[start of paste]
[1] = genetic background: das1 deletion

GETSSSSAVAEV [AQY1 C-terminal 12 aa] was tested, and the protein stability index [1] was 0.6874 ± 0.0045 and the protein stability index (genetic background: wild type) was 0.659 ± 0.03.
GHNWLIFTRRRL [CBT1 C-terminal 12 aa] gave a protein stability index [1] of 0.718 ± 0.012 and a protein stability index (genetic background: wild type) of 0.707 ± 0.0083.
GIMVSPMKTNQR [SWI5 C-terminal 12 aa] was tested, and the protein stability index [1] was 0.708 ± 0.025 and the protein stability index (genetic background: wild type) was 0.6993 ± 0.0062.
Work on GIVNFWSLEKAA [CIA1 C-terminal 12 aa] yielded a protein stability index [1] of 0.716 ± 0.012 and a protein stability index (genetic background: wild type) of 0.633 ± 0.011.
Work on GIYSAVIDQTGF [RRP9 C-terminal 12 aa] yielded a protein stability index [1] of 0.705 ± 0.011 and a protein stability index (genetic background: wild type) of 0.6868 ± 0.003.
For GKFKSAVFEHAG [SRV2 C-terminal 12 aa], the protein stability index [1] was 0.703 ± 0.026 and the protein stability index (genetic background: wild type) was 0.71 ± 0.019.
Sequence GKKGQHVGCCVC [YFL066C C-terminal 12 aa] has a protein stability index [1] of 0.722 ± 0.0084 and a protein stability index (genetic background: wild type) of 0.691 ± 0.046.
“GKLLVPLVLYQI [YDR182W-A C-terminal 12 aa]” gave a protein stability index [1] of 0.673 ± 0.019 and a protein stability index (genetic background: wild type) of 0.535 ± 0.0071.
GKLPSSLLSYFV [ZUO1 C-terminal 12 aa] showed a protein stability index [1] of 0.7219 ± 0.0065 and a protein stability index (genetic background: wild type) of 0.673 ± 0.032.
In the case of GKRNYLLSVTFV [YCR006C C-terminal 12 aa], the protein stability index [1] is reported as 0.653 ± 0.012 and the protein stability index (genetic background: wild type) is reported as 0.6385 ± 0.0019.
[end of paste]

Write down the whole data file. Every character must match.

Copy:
[1] = genetic background: das1 deletion

GETSSSSAVAEV [AQY1 C-terminal 12 aa] was tested, and the protein stability index [1] was 0.6874 ± 0.0045 and the protein stability index (genetic background: wild type) was 0.659 ± 0.03.
GHNWLIFTRRRL [CBT1 C-terminal 12 aa] gave a protein stability index [1] of 0.718 ± 0.012 and a protein stability index (genetic background: wild type) of 0.707 ± 0.0083.
GIMVSPMKTNQR [SWI5 C-terminal 12 aa] was tested, and the protein stability index [1] was 0.708 ± 0.025 and the protein stability index (genetic background: wild type) was 0.6993 ± 0.0062.
Work on GIVNFWSLEKAA [CIA1 C-terminal 12 aa] yielded a protein stability index [1] of 0.716 ± 0.012 and a protein stability index (genetic background: wild type) of 0.633 ± 0.011.
Work on GIYSAVIDQTGF [RRP9 C-terminal 12 aa] yielded a protein stability index [1] of 0.705 ± 0.011 and a protein stability index (genetic background: wild type) of 0.6868 ± 0.003.
For GKFKSAVFEHAG [SRV2 C-terminal 12 aa], the protein stability index [1] was 0.703 ± 0.026 and the protein stability index (genetic background: wild type) was 0.71 ± 0.019.
Sequence GKKGQHVGCCVC [YFL066C C-terminal 12 aa] has a protein stability index [1] of 0.722 ± 0.0084 and a protein stability index (genetic background: wild type) of 0.691 ± 0.046.
“GKLLVPLVLYQI [YDR182W-A C-terminal 12 aa]” gave a protein stability index [1] of 0.673 ± 0.019 and a protein stability index (genetic background: wild type) of 0.535 ± 0.0071.
GKLPSSLLSYFV [ZUO1 C-terminal 12 aa] showed a protein stability index [1] of 0.7219 ± 0.0065 and a protein stability index (genetic background: wild type) of 0.673 ± 0.032.
In the case of GKRNYLLSVTFV [YCR006C C-terminal 12 aa], the protein stability index [1] is reported as 0.653 ± 0.012 and the protein stability index (genetic background: wild type) is reported as 0.6385 ± 0.0019.